The 1920’s saw the Republican party put three men in the White House consecutively (Harding, Coolidge and Hoover) and maintain control of both chambers of Congress. With total power, the GOP set out to enact their platform agenda of lowering the taxes on the wealthy that were implemented by the Wilson administration to fight World War I and deregulation of the private sector. At the same time, they also raised tariffs on foreign goods and encouraged the world to buy American. The Republican Party of the 1920’s believed that the government that did the least did best. We regard the 1920’s as a roaring decade of extravagant wealth because it appeared that everything was going well, and the American economy appeared to be thriving. By 1929, however, the good times were over as the Depression ravaged the world and forced people out of work. The Hoover administration’s response to the Depression was essentially a doubling down on the same policies of lower taxes and deregulation. They had hoped that the free market would eventually correct itself. In the meantime, they told the American people to fend for themselves. The American people did not respond well to this call for personal responsibility when suffering during a catastrophe, a feeling many can relate to today. In response to the apparent lack of response from their leaders, the American people decided to give Hoover and the Republicans in  Congress the boot and decided to give Franklin Delano Roosevelt, along with his New Deal, a try, thus putting the Republican Party into a state of political exile for two decades.

Historian Heather Cox Richardson does an excellent job of documenting the Republican Party’s time in the political wilderness in her book “To Make Men Free: A History of the Republican Party,” which presents the entire history of the GOP from its founding before the Civil War to the Bush years. She describes the Republican Party, after their attempt to beat Roosevelt in 1936, as essentially being split into factions with two very distinct visions for both the United States and the party: the Taft wing and the Dewey wing.

Encyclopædia Britannica

Robert Taft disagreed with Roosevelt’s economic policies.

Led by its namesake Senator Robert Taft (the son of former president and chief justice, William Howard Taft) of Ohio, the Taft wing believed that the economic policies enacted in the 1920’s were fine and that FDR and the Democrats’ agenda would lead the nation toward socialism. According to Richardson, their hatred of the New Deal was so fierce that they were even willing to align themselves with the Southern Democrats, who were not keen on it because of the New Deal’s aid to African Americans. The Taft wing saw themselves as defenders of the American way of life, the Constitution and as the only true Republicans in the United States, unlike their rivals over in the Dewey wing of the party.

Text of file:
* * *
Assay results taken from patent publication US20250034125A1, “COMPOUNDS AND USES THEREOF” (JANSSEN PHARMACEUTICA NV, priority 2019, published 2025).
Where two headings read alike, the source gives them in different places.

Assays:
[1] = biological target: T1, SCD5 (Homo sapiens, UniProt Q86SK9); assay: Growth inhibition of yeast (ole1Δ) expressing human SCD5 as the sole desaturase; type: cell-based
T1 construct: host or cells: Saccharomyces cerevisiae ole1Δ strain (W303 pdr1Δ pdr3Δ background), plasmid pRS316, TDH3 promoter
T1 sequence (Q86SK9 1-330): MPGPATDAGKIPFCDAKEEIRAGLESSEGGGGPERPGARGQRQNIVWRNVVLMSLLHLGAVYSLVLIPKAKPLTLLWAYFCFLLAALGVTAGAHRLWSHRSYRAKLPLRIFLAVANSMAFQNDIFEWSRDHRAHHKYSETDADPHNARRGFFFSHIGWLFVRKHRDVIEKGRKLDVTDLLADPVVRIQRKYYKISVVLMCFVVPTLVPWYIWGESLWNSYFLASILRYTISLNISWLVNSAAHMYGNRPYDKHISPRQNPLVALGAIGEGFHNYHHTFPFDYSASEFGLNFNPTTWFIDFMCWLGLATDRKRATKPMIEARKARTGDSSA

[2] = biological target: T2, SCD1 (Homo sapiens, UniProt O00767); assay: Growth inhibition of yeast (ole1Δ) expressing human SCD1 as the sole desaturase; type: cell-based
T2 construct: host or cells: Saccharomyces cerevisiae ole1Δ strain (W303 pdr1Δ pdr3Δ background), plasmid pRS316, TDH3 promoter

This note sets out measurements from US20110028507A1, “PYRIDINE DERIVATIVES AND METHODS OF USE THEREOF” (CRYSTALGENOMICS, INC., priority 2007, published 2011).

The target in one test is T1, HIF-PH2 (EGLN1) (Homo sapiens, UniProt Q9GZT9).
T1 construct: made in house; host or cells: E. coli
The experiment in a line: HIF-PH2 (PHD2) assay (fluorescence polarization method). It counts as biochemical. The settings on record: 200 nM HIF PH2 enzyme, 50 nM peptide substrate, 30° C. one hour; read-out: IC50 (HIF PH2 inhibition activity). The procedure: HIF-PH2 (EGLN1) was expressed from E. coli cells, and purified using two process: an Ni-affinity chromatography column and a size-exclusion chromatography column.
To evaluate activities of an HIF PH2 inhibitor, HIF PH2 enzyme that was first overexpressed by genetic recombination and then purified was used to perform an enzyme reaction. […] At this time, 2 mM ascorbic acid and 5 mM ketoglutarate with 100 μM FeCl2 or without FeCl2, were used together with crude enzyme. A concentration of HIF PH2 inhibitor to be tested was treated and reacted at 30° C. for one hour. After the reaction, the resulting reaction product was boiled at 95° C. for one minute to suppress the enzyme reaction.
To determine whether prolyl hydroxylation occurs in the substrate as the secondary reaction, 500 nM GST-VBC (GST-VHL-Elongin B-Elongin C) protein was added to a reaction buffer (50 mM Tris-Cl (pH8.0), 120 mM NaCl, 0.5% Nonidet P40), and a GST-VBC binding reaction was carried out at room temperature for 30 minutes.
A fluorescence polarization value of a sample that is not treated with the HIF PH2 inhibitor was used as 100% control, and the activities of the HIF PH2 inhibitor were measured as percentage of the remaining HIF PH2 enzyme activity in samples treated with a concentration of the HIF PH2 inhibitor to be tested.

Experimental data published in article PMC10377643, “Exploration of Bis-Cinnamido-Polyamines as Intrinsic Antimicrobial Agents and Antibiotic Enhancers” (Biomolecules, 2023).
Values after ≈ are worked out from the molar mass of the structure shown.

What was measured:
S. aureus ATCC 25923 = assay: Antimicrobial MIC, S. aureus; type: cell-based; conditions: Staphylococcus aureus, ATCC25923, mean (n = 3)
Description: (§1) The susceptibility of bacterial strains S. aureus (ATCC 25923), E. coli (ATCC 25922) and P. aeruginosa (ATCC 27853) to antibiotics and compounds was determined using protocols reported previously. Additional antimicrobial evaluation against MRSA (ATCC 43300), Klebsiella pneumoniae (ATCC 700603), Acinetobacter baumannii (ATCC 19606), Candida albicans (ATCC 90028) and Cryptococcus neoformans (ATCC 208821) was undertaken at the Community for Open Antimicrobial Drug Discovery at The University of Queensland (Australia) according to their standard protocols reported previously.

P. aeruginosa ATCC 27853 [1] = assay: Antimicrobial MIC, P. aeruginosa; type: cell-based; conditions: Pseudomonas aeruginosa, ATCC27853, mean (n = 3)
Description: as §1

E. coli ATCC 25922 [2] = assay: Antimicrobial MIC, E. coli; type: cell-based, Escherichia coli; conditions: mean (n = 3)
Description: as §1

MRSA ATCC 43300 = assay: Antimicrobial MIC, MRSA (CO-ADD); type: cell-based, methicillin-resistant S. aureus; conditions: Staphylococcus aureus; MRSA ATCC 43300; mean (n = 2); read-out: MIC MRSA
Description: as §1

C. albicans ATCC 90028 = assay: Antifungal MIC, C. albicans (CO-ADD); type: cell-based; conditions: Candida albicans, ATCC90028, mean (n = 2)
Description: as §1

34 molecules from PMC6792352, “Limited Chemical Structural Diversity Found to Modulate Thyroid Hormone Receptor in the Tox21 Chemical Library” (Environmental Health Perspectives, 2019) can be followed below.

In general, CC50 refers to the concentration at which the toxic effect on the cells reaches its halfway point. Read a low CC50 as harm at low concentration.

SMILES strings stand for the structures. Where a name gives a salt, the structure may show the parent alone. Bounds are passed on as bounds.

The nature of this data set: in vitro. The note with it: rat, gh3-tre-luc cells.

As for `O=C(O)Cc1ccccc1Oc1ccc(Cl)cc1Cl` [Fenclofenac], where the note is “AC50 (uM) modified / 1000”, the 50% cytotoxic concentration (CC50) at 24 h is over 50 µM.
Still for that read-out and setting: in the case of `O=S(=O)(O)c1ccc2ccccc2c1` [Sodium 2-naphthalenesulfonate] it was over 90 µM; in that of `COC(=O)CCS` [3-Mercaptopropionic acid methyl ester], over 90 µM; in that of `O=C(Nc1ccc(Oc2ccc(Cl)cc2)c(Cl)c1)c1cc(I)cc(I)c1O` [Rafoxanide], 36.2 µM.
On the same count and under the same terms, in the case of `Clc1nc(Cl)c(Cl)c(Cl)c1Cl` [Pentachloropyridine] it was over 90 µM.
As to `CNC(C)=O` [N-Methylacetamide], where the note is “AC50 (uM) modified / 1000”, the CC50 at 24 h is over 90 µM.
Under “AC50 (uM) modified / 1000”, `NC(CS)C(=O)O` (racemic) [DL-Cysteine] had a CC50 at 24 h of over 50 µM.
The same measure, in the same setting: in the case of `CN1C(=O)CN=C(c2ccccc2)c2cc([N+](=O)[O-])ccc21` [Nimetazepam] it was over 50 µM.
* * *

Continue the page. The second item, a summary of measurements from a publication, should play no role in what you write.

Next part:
Opposite of the Taft wing were the Dewey Republicans, led by New York District Attorney, Thomas Dewey. This group believed that the government had a role in regulating business and were more open-minded about the New Deal. Dewey Republicans threw their support behind the establishment of a minimum wage, the Wagner Act and an end to child labor. They also differed from the Taft wing with their support for intervention into World War II, believing that such intervention would boost American production.

Encyclopædia Britannica

Thomas Dewey lead his namesake wing of the Republican Party.

Over the course of two decades, these two factions would duke it out over which side would be in control of the Republican Party, and each wing had their chance to prove their case to the American people. However, neither side was able to defeat FDR or his successor Harry Truman. There was one change, though. In 1952, when former allied General Dwight D. Eisenhower decided to enter the Republican primary as a Dewey Republican against Robert Taft. The Taft Wing could not hope to defeat the popular general who led the allied forces in Europe. As a consolation, Senator Richard Nixon of California was chosen as Eisenhower’s running mate to gain their support and unite the party. Together, the two won the 1952 presidential election. Eisenhower then set out to enact a fiscal policy of balanced budgets and reduction of the national debt while also advocating for labor rights and social services. Richardson says that the Republicans had been transformed through decades of exile and strife and came back a more egalitarian party akin to their forebears: Abraham Lincoln and Thaddeus Stevens.

The GOP has been down and beaten before and always finds its way back. The questions now are just how long will it be in the wilderness and what it will stand for. Will it dump Trump and attempt to cleanse itself of his legacy and most devoted supporters in Congress? Will it look to the examples of Thomas Dewey and embrace the more egalitarian vision his wing had or continue to channel the spirit of Robert Taft? Ultimately, the decision will fall upon Republicans to answer what it means to be a member of their party.